Financial experts say that the economy is slowly recovering from the Barings Bank collapse of 2008 and subsequent recession. When an economy stutters and falters, it is ordinary people who suffer, more so with the years of austerity we have had to endure.


Mortgage interest rates increase, savings interest decrease and although you have made sound financial decisions, you have little return to show for it.

PPI was one of those financial products that at the time we bought it, we assumed was a shrewd financial move.

After all, who wouldn't want to protect the repayments they make on loans and credit cards if they couldn't make payments due to losing their job, not being able to work and so on?

Duped into buying PPI

But we were duped by the very banks and financial institutions we thought we could trust. For most people, PPI was a waste of money. For some customers, it offered no insurance cover and if it did, the process of claiming on the policy was long and complicated.

But you could claim your money back. How useful would a financial injection right now be welcomed? What would you spend the money on?

Interior design, white goods and home maintenance

Research from 2014 suggests that many people use their PPI compensation settlement to buy new white goods - fridges, freezers, washing machines and so on - as well as do up their properties.

Is this something that you would do?

Replace the car 

There are many stories of how, in recent years, the new car market in the UK has been buoyant. This was surprising in some respects as the domestic economy was bumpy along the bottom of a recession.

Many financial market experts assigned the success of the new car market to PPI compensation. And the 2014 survey seems to support this with many of those questioned saying they bought or put their PPI compensation towards a new car.

How much easier would life be with a reliable car?

Enjoying sunnier climes and adventures

When household income is stretched to maximum, some of the luxurious things lost - and this includes holidays and adventures abroad.

In the survey, this was the top of the list for what people did with their PPI compensation. They took to foreign climes, enjoying adventures in the sun or in the snow.

If you had a cash injection in your bank account, would you take off and enjoy a week in the sun or other adventures?

You could be entitled to PPI compensation but you need to submit a claim to be in with a chance of claiming your money back and you must do so before August 2019. To find out why,  contact Payment Protection Scotland today.

What Was the Problem with PPI?

With the furore around payment protection insurance (PPI) still going strong, more so with the FCA adverts strongly advising people to make a decision and lodge their claim ahead of the August 2019 PPI deadline. What has become lost in the saga is pinpointing just what the problem was with PPI.


The PPI saga has taken many twists and turns. Just when you thought all was going quiet on the PPI front, something new would come along and inject new life into the scandal.

But what was the problem? Why did PPI become such an issue?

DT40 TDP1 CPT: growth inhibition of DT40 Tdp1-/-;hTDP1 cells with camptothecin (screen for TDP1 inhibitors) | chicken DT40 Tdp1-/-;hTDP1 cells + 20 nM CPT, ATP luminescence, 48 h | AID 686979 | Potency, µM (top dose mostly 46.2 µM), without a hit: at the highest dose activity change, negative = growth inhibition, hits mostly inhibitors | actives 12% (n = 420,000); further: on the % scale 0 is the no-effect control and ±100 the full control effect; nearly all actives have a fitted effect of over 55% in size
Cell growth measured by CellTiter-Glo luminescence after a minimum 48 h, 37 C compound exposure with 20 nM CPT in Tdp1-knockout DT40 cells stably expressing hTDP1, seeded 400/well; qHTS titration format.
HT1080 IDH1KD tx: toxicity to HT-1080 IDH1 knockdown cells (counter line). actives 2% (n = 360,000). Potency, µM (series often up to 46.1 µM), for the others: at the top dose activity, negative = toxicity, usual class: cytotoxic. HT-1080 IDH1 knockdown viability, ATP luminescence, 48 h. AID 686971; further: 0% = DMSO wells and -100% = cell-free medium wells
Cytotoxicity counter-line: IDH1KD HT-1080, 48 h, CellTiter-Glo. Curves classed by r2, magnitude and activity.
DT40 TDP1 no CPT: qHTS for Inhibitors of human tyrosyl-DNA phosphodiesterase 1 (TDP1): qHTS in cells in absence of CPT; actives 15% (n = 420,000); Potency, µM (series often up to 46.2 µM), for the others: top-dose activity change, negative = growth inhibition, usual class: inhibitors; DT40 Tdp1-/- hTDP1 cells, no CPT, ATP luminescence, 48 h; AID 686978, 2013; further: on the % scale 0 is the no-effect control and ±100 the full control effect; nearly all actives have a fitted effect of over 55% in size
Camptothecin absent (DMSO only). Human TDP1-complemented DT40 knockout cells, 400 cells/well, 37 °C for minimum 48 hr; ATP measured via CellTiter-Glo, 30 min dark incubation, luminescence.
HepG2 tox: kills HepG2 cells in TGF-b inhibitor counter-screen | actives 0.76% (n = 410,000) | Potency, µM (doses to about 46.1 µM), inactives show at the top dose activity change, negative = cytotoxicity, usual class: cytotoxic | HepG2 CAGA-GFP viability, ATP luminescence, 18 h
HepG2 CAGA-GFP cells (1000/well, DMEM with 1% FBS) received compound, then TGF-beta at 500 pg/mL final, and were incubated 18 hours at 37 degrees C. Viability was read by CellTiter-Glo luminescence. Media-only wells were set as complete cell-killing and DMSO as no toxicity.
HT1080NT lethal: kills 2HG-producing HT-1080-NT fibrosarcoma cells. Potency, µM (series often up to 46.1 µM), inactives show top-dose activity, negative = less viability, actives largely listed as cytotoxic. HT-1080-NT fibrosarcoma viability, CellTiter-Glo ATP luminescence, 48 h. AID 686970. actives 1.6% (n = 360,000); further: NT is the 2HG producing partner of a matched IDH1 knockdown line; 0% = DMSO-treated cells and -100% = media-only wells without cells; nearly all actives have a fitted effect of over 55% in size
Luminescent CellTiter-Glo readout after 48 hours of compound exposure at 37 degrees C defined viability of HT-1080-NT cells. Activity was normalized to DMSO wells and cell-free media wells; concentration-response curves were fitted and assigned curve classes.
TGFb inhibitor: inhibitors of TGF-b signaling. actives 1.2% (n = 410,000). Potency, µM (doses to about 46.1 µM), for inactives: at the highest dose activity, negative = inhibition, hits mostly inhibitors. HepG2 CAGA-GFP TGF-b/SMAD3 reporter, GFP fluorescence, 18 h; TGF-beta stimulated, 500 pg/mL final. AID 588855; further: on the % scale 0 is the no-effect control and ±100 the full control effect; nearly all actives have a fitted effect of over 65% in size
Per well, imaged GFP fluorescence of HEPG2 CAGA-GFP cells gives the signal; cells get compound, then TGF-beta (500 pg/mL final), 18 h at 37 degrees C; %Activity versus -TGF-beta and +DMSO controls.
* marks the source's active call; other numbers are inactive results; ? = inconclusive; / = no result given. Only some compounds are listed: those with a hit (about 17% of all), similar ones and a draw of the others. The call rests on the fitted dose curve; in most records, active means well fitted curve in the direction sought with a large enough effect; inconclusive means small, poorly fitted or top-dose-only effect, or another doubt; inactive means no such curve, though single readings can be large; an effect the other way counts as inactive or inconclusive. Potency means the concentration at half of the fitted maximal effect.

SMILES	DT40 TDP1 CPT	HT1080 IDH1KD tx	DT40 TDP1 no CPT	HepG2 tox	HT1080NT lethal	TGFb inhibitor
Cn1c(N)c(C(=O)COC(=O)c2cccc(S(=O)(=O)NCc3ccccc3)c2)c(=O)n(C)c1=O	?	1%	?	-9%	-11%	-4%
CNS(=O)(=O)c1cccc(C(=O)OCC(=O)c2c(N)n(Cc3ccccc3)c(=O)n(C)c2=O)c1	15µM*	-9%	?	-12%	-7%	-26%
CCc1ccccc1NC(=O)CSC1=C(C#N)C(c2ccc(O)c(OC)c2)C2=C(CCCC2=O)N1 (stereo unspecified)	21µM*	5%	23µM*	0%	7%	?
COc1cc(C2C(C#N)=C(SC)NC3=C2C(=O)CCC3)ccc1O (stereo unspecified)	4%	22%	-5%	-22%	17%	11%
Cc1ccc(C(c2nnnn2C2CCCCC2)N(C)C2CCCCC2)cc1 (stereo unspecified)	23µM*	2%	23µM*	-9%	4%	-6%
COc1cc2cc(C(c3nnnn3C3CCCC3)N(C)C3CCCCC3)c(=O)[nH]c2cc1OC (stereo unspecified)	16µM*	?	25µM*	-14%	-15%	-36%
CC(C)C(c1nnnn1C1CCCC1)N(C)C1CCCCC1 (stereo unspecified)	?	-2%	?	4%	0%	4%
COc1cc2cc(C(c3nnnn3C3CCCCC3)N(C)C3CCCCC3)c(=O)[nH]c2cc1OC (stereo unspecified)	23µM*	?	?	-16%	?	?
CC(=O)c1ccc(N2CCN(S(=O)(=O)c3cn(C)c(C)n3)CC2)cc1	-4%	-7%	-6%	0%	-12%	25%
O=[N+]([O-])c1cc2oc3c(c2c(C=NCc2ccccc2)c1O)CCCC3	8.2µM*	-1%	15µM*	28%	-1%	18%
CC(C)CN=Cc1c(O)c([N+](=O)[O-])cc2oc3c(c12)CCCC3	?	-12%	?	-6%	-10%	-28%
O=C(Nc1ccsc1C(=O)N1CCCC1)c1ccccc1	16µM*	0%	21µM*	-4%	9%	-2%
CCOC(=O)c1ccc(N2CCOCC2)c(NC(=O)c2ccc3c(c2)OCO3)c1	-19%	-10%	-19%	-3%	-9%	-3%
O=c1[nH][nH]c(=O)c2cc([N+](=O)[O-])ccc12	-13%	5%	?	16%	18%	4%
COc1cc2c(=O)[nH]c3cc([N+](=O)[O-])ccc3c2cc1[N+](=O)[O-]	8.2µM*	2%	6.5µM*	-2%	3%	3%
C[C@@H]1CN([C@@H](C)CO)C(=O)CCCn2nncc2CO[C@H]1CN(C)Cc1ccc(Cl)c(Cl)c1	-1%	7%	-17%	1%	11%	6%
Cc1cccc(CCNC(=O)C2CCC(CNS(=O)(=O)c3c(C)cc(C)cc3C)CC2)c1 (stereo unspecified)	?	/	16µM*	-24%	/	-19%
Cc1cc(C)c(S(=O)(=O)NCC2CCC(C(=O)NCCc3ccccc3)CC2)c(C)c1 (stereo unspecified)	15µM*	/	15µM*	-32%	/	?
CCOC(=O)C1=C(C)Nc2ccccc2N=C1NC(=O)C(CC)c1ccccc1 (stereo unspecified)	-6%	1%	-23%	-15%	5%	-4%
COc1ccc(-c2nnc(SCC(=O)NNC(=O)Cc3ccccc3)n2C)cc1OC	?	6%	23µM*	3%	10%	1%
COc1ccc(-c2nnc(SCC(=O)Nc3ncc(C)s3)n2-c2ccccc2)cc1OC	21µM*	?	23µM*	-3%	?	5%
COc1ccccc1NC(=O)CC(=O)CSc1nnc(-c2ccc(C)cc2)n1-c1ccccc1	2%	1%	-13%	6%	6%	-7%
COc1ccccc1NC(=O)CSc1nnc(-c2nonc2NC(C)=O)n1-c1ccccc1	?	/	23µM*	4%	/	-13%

#1 PPI was expensive

Insurance products can be expensive. The more cover they offer, the more specific they are, the higher the cost.

For a specific life insurance policy, for example, you can pay high premiums every month. But, if you have the peace of mind that should the worst happen, you are covered, you may think this is a price worth paying.

People assumed that the PPI policy that they were paying for would do the same. But it didn't. It was expensive, especially for the very little cover that it did offer. Adding insult to injury is that for some customers, they were paying for an insurance policy that didn't offer them any cover because they were ineligible under its terms and conditions.

#2 Long claiming process

If you did decide to make a claim on the PPI policy, you would come up against two problems;

I.  You may have been horrified to find that the insurance policy you were relying on for cover did not actually cover you or your partner

II. If you were 'covered', the process of making a claim was long, drawn-out, overly complex and off-putting. It took some people - the small minority who did make a successful claim - over 12 months for the policy to kick in.

#3 How it was sold

Do you remember how you were sold PPI, or when it was sold to you?

This was one of the reasons why the sale of PPI was referred under marketing and selling rules to the now closed Competition Commission in the late 1990s.

Customers were being told they had to buy it, it was part of a package or the customer was given the impression that to buy it would stand their application for credit in a better light.

The inference that it was a compulsory purchase led many of us to believe that the bank had our best interest at heart and was selling us a policy that was useful.

It wasn't.

#4 Advised sales

There were also people who were advised to buy PPI, although the reasons why were not made clear.

As a result, there have been many changes in how insurance products can be sold by banks. PPI is no longer a valid insurance product. If you want to protect repayments on loans, take a look at other products such as income protection insurance.